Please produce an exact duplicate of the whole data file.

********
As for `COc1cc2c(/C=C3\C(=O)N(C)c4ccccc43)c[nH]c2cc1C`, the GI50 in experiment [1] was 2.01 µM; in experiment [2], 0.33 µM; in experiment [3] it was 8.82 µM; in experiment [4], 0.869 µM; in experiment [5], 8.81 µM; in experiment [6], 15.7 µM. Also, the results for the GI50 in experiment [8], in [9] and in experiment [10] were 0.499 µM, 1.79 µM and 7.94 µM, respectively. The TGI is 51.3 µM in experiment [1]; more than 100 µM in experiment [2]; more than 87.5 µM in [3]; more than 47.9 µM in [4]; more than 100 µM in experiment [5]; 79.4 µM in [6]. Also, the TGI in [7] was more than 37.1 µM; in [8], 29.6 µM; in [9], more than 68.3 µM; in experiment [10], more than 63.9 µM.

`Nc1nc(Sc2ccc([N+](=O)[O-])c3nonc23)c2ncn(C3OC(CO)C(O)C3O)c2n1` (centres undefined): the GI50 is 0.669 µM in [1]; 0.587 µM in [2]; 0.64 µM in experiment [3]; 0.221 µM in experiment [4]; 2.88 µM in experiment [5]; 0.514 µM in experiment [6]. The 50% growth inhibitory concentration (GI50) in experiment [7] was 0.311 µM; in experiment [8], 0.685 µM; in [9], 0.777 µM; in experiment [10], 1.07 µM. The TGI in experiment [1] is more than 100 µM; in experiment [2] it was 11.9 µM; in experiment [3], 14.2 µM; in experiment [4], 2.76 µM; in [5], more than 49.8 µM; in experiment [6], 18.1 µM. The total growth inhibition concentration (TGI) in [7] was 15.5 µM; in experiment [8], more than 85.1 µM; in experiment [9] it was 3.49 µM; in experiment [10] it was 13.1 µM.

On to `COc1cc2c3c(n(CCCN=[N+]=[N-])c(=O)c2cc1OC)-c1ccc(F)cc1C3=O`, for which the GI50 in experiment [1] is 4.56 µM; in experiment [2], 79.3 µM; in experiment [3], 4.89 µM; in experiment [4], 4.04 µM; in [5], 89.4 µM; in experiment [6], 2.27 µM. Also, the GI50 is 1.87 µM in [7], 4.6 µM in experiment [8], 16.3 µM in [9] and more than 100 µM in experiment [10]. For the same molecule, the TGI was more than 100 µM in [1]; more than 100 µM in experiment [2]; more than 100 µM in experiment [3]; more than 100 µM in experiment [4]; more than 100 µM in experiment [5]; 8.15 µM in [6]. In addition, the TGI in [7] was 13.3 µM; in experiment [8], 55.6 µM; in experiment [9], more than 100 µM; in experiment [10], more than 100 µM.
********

As for `COc1cc2c(/C=C3\C(=O)N(C)c4ccccc43)c[nH]c2cc1C`, the GI50 in experiment [1] was 2.01 µM; in experiment [2], 0.33 µM; in experiment [3] it was 8.82 µM; in experiment [4], 0.869 µM; in experiment [5], 8.81 µM; in experiment [6], 15.7 µM. Also, the results for the GI50 in experiment [8], in [9] and in experiment [10] were 0.499 µM, 1.79 µM and 7.94 µM, respectively. The TGI is 51.3 µM in experiment [1]; more than 100 µM in experiment [2]; more than 87.5 µM in [3]; more than 47.9 µM in [4]; more than 100 µM in experiment [5]; 79.4 µM in [6]. Also, the TGI in [7] was more than 37.1 µM; in [8], 29.6 µM; in [9], more than 68.3 µM; in experiment [10], more than 63.9 µM.

`Nc1nc(Sc2ccc([N+](=O)[O-])c3nonc23)c2ncn(C3OC(CO)C(O)C3O)c2n1` (centres undefined): the GI50 is 0.669 µM in [1]; 0.587 µM in [2]; 0.64 µM in experiment [3]; 0.221 µM in experiment [4]; 2.88 µM in experiment [5]; 0.514 µM in experiment [6]. The 50% growth inhibitory concentration (GI50) in experiment [7] was 0.311 µM; in experiment [8], 0.685 µM; in [9], 0.777 µM; in experiment [10], 1.07 µM. The TGI in experiment [1] is more than 100 µM; in experiment [2] it was 11.9 µM; in experiment [3], 14.2 µM; in experiment [4], 2.76 µM; in [5], more than 49.8 µM; in experiment [6], 18.1 µM. The total growth inhibition concentration (TGI) in [7] was 15.5 µM; in experiment [8], more than 85.1 µM; in experiment [9] it was 3.49 µM; in experiment [10] it was 13.1 µM.

On to `COc1cc2c3c(n(CCCN=[N+]=[N-])c(=O)c2cc1OC)-c1ccc(F)cc1C3=O`, for which the GI50 in experiment [1] is 4.56 µM; in experiment [2], 79.3 µM; in experiment [3], 4.89 µM; in experiment [4], 4.04 µM; in [5], 89.4 µM; in experiment [6], 2.27 µM. Also, the GI50 is 1.87 µM in [7], 4.6 µM in experiment [8], 16.3 µM in [9] and more than 100 µM in experiment [10]. For the same molecule, the TGI was more than 100 µM in [1]; more than 100 µM in experiment [2]; more than 100 µM in experiment [3]; more than 100 µM in experiment [4]; more than 100 µM in experiment [5]; 8.15 µM in [6]. In addition, the TGI in [7] was 13.3 µM; in experiment [8], 55.6 µM; in experiment [9], more than 100 µM; in experiment [10], more than 100 µM.